When the race for Rookie of the Year got contentious, Donovan Mitchell made "subtle" jabs about the unfair advantage his primary competitor had. Mitchell inferred that getting a year with an NBA team as opposed to coming from a college team was akin to getting extra time to study for an exam. The funny note, Ben Simmons, likely agreed! In an interview in 2017, Ben Simmons admitted he didn't really learn anything at LSU!

That brings us to this year's "de facto" Rookie of the Year.

Zion Williamson

Rookie of the Year?

Zion Williamson was a top-five high school recruit that very quickly became the de facto number one pick for the 2019 NBA draft. He attended Duke University under legendary coach Krzyzewski. In a critical late-season game against rival school, UNC Zion Williamson's shoe exploded, and he went down with an injury. Duke lost the game, and Zion was out for six games. Duke still went far in the March Madness tournament, and Zion still went first in the NBA draft. Of course, he was injured again before the season began!

James Wiseman and the Dream.

Several Rookies of the Year.

The television rights for NCAA basketball are worth billions of dollars. Luka Doncic and LeBron James provide interesting bookends for top NBA players in that both show young players easily have the capacity to lead the NBA. In spite of this, in the United States, we entrust our young players to overbearing athletic associations that needlessly deprive our players of resources. Would LeBron James have developed better under better coaching and support? Would Zion's health be in better shape under NBA doctors? Both Donovan Mitchell and Ben Simmons think their time in school held them back. That brings us to our most recent prospect.

James Wiseman was the number one high school recruit. However, after three games of play, he was suspended by the NCAA because Penny Hardaway gave Wiseman's family $11,500 while Wiseman was in high school to relocate so that Wiseman could play under Penny Hardaway. The NCAA has given Wiseman a twelve game suspension and is ordering him to pay $11,500 to charity. ESPN has a timeline of results here.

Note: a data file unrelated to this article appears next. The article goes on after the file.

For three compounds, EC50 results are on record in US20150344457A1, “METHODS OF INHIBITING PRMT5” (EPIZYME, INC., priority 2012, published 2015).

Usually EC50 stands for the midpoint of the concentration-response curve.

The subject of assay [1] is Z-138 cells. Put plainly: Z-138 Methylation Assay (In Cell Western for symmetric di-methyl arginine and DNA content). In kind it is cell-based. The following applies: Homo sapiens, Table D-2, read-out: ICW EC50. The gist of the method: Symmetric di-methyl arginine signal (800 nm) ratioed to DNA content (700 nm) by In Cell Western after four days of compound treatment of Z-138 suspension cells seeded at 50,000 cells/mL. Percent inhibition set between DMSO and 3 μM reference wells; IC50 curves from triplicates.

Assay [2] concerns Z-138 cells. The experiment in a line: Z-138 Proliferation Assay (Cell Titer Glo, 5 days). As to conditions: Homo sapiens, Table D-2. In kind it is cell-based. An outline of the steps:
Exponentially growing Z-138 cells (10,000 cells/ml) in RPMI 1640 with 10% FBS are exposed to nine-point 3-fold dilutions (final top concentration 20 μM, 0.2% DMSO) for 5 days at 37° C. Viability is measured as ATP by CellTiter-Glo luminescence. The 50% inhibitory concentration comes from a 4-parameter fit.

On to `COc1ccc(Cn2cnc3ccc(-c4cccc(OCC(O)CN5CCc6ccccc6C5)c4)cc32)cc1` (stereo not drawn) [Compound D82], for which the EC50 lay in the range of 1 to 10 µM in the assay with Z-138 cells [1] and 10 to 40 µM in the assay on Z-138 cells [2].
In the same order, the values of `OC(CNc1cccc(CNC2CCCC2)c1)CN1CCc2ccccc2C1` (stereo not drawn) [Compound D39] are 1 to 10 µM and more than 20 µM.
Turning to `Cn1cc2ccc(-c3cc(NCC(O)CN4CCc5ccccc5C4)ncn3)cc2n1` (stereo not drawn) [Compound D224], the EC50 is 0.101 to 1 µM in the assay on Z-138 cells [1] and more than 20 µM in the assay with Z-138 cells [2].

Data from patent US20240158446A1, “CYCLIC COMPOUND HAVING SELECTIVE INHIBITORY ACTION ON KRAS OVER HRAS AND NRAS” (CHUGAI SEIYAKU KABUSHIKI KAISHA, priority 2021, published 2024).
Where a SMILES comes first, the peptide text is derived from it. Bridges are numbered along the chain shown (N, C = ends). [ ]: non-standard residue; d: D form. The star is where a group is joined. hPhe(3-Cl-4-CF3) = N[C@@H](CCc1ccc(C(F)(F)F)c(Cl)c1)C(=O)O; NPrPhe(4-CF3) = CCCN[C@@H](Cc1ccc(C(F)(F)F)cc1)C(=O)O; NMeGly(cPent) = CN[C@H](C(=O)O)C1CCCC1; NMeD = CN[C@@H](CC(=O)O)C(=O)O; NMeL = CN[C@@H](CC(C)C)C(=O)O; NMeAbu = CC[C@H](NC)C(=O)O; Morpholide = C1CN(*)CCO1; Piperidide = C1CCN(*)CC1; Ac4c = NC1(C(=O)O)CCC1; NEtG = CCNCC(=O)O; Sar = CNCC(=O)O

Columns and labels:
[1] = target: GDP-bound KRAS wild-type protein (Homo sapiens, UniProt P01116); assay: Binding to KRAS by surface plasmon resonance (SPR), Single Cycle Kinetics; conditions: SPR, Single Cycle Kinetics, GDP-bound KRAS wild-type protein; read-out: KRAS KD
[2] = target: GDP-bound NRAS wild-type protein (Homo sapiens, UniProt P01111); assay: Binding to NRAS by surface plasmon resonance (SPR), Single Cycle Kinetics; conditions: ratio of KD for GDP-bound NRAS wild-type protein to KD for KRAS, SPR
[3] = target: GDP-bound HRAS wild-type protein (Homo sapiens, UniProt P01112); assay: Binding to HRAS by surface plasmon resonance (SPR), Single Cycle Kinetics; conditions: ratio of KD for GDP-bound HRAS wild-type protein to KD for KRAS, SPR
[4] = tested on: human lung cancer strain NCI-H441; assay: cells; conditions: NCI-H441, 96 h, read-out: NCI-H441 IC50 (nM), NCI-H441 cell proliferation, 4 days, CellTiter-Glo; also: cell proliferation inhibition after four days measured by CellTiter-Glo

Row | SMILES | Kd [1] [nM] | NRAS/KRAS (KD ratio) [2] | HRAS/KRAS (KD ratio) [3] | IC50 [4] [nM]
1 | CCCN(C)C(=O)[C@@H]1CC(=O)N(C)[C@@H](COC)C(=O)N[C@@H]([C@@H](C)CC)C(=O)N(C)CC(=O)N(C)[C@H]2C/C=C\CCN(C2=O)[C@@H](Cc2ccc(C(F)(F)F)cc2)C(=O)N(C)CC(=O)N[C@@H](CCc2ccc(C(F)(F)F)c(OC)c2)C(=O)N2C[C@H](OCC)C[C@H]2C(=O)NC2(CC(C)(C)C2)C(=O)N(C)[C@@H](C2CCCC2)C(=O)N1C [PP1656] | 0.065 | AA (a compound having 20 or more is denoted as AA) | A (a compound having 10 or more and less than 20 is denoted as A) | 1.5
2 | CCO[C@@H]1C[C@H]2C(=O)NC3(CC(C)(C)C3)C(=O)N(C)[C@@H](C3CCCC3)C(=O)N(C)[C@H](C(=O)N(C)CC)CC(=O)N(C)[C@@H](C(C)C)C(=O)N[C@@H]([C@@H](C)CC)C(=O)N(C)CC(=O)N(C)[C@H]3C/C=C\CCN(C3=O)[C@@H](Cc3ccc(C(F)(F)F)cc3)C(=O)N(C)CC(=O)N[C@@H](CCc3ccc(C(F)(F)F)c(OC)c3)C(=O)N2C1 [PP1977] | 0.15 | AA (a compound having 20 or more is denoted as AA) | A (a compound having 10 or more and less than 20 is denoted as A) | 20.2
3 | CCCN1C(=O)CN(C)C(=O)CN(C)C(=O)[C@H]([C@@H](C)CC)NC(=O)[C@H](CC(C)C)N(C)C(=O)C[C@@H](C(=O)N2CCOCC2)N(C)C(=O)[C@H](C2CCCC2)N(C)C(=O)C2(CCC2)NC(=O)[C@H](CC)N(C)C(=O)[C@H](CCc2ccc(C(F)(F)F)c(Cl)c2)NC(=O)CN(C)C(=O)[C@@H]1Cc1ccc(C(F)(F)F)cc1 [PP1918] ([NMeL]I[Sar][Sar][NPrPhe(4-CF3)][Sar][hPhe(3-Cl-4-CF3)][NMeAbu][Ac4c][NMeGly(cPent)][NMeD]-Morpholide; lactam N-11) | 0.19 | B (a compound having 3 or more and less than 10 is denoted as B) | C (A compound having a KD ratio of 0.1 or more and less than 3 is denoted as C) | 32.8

To be clear, the NCAA rules do make the "repay resources not acquired correctly to charity" a rule. But it's a stupid rule! Wiseman was a top talent that was scouted by a coach in both high school and then college. And the NCAA says this is a problem. Why? What's more, how can anyone argue that it was bad for Wiseman's development to play under a top coach? The only argument is that it potentially gave Memphis an unfair advantage in a "competition of student-athletes." We will see how this fiasco plays out. Likely Wiseman will pay the fine, play his games, wind up the number one draft pick and give interviews like Ben Simmons once he's pro.

The image this brings to mind is the 1992 NBA Dream Team. For years in international play, the United States fielded squads of "amateur" players (namely those that hadn't reached the NBA). However, in 1988, they placed third in the Olympics and in 1992 opened up the field to professional players. Luka Doncic and the fiascos with Zion Williamson and James Wiseman may be the symbols of a similar shift in the NBA. Can professional teams worth billions of dollars trust the development of the USA's best players to the NCAA or high school organizations? Does the implicitly racist undertone of not paying young African American players really trounce teams getting top tier players? In the NBA, teams are constantly attempting to get the top players. Either by tanking when they're bad, finagling loopholes in the collective bargaining agreement to make smart contract offers, or outright offering huge contracts or trades for marquee players. It seems unlikely to me that the obvious impediment to player development by "amateur organizations" is something the NBA can let persist. I hope I'm right.